Sheer fabrication

IT was the first day of the Lunar New Year and as usual, the different political parties and Chinese organisations hosted festive functions for VIPs as well as the public.

In keeping with tradition, Lion dance troupes made their fair share of appearances during such joyous occasions.

One video, recorded at a CNY function, organised by Parti Gerakan Rakyat Malaysia (Malaysian People’s Movement Party) that has gone viral, purportedly showed a lion dance team refusing to perform in front of the Prime Minister.

In the video, the lion dancers were seen lying on the ground motionless and detractors were quick to claim the lion dancers refused to perform for the Prime Minister. It was, of course, a fabrication.

This short clip caused an uproar and, not surprisingly, the opposition were quick to jump on the bandwagon with their distorted version of the performance routine – at the expense of Parti Gerakan.

The columnist strongly condemns this practice, underscored, undoubtedly, by a malicous political motive – and can only serve to undermine the development of the Malaysian lion dance movement as well.

The Lunar New Year is all about celebrating the arrival of the New Spring – a time to put aside differences in deference to an age-old tradition, upheld by the Chinese community worldwide since time immemorial.

Even if political positions differ, they should be temporarily shelved rather than be exploited to cause a commotion out of nothing – by purposely twisting the routine of a lion dance to insult others.

We all know there are many lion dance routines. We may generally only see lion dancers performing the traditional cai qing. Lion dancers peel fruits (generally pamelo and oranges) on the ground and present them to the host family or guests. This has an auspicious and symbolic meaning.

When the video was taken, the lion dancers were on the ground peeling a pamelo and oranges, thus when the Prime Minister approached and patted the lion’s head, the dancers, quite understandably, did not respond.

In the end, the lion dancers did present the peeled pamelo to the Prime Minister and a photo was even posted on the Prime Minister’s Facebook account.

The columnist would advise the opposition to refrain from distorting and politicising everything, especially traditional festivals or cultures, just to undermine government or state leaders.

Although Malaysia’s official religion is Islam and the largest ethnic group in the country are the Malays, lion dances have always been highly regarded by the BN government and can be seen performing at numerous official cultural performances. Malaysian lion dancers have done the country proud by emerging as consecutive world champions.

Moreover, with the support of the government, Malaysia has also hosted many World Lion Dance Championships. This has not only earned lion dancing in the country international fame and recognition but also given the domestic lion dance movements a big boost.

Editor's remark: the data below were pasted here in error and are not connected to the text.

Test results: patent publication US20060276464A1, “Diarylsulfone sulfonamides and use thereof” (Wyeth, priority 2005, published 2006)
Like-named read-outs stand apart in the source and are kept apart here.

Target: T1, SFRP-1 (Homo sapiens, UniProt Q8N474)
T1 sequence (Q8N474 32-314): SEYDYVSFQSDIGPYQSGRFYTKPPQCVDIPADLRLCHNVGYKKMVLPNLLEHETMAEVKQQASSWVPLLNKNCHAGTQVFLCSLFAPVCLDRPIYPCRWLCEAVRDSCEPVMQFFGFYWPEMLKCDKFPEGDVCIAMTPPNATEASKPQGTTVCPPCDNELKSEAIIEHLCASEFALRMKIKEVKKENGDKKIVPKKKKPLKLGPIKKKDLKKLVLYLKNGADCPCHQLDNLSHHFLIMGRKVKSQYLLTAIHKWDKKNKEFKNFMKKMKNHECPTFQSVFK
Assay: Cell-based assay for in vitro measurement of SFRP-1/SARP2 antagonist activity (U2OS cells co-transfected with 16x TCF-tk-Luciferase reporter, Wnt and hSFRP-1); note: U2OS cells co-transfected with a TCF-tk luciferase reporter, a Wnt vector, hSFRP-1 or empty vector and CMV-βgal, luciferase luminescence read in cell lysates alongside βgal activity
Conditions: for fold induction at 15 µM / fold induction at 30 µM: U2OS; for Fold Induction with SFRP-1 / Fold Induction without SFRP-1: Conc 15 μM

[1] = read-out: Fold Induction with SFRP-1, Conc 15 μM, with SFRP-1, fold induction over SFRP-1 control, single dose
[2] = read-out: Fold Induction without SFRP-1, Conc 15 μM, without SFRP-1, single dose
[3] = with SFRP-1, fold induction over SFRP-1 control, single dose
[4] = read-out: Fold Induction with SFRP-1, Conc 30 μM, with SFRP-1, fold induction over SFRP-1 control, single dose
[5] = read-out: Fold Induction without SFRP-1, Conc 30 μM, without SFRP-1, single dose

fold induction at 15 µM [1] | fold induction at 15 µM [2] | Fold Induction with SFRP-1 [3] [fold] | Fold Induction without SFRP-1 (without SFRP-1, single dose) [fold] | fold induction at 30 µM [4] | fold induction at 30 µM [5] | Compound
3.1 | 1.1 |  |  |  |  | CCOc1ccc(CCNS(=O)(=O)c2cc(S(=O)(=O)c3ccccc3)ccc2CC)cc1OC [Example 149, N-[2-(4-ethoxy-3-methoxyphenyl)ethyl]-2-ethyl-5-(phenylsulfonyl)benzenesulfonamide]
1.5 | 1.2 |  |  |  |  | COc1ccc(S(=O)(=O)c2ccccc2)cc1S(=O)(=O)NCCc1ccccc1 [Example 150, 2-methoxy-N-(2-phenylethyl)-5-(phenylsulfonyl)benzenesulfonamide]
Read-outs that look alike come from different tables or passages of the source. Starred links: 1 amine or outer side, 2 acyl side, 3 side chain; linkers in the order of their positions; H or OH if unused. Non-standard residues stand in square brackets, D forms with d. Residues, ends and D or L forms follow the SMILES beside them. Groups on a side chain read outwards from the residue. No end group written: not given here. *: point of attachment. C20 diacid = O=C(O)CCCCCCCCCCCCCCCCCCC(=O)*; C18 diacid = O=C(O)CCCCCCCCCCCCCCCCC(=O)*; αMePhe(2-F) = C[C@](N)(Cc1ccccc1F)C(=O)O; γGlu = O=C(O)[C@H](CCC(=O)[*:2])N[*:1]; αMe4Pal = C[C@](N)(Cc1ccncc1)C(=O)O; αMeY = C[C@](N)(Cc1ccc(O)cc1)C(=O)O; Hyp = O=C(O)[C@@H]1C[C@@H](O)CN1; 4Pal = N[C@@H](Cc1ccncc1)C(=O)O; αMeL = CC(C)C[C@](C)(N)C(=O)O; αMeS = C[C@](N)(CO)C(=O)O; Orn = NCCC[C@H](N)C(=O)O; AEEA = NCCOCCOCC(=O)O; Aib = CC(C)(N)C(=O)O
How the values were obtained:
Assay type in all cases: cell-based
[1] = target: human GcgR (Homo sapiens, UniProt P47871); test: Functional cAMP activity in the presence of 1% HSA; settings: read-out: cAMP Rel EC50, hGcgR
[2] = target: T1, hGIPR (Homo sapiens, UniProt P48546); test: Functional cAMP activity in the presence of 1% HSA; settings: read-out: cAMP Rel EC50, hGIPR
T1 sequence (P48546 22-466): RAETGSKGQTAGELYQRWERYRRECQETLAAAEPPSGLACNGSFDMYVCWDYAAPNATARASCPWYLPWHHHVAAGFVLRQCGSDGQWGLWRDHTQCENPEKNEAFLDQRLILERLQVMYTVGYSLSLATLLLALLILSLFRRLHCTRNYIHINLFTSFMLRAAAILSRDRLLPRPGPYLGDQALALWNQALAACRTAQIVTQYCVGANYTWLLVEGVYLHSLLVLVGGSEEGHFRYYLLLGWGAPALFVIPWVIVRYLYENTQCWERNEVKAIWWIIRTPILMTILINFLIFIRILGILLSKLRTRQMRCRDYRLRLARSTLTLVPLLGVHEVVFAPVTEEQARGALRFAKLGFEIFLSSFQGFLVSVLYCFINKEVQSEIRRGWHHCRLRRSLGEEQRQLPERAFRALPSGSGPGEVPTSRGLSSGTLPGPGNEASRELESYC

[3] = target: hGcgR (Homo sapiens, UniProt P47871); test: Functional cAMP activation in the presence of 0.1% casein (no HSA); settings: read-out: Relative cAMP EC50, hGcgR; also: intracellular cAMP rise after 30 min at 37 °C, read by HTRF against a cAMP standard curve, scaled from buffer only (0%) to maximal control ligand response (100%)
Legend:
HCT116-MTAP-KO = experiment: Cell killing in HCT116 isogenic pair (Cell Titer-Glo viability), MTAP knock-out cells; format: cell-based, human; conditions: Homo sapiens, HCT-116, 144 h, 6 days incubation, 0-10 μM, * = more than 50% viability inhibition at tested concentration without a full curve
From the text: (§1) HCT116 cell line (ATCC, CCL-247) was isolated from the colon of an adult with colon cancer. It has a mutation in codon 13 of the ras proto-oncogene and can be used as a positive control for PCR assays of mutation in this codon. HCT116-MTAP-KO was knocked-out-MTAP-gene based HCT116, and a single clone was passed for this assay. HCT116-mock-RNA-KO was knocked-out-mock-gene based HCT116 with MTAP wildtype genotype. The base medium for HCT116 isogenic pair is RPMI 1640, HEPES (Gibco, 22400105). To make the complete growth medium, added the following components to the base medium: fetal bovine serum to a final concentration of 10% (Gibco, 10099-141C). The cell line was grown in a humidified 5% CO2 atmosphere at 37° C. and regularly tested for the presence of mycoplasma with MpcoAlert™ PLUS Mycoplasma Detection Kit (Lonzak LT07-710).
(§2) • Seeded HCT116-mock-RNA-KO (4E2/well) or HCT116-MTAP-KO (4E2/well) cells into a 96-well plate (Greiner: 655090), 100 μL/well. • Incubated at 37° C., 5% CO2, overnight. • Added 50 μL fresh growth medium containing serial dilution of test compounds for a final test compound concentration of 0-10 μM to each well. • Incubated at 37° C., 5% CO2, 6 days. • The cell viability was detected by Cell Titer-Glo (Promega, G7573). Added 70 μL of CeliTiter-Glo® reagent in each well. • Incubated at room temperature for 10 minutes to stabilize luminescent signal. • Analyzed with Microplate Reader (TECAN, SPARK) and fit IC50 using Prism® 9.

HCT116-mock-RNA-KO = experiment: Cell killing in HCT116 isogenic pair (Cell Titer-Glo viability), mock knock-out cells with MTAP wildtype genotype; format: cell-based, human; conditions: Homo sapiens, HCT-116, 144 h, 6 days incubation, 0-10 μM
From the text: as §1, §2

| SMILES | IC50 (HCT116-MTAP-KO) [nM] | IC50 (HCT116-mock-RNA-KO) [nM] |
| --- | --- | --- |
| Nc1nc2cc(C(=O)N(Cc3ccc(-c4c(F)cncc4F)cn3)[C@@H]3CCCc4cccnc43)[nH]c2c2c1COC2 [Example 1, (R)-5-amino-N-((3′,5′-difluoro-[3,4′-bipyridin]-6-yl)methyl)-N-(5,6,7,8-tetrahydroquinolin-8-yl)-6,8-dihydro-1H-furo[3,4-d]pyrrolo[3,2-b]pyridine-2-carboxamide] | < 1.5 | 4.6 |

Without the efforts of the people and the government, this could not have been achieved.

The columnist, therefore, hopes opposition supporters will not mindlessly destroy this traditional Chinese culture for political ends.

The person from Malaysia Gao Feng Lion & Dragon Dance Athletic Association who was in charge of the cai qing event during the Gerakan function, has also come out to clarify the lion dancers did not refuse to perform in front of the Prime Minister – and the peeling of the fruits takes time to complete.

Normally, the lion dancers need to peel eight oranges and a whole pamelo and the process might take more than a minute. Thus, based on the video, circulated on the Internet, the lion dancers might look like they were not moving but the fact is that they were in the process of peeling the pamelo and oranges underneath their dance costumes.

In her haste to hype up a non-issue, opposition blogger Mariam Mokhtar showed how ignorant she is about Chinese culture by making all sorts of spurious remarks about the lack of reaction on the part of the lion dancers when Najib touched the lion’s head.

Mariam, if you do not understand the lion dance culture, it is best not to speak up as it only exposes your limited knowledge about the culture.

The security issues as well as the unhygienic problem of peeling the pamelo and oranges by hand do not arise and any insinuations to the contrary are a direct insult to the lion dancers.

We all know the peeling of the pamelo and oranges is symbolic and performed to denote the auspiciousness of the Lunar New Year season. And mind you, the peeled fruits are not for consumption.

Besides, when Gerakan organised the lion dance at its CNY function where the Prime Minister was present, it had made sure sufficient security measures were in place.

Since cai qing is just a common performance, I sometimes wonder how did it become a nationwide topic?

Why are people so easily convinced by a bit of distortion? Is it because they do not understand the Chinese culture well and choose to criticise at random?

The columnist reiterates that Chinese Lunar New Year is a time for celebrations and mutual blessings. Even if political stances are different, we should temporarily put aside them aside and celebrate with each other.

The video issue has already been explained and clarified and as such, the columnist feels further polemics should now be put to a stop.

We should do this to support the lion dance as a sport and promote it as one of our cultures that has brought us fandom at the international level. (From Oriental Daily)

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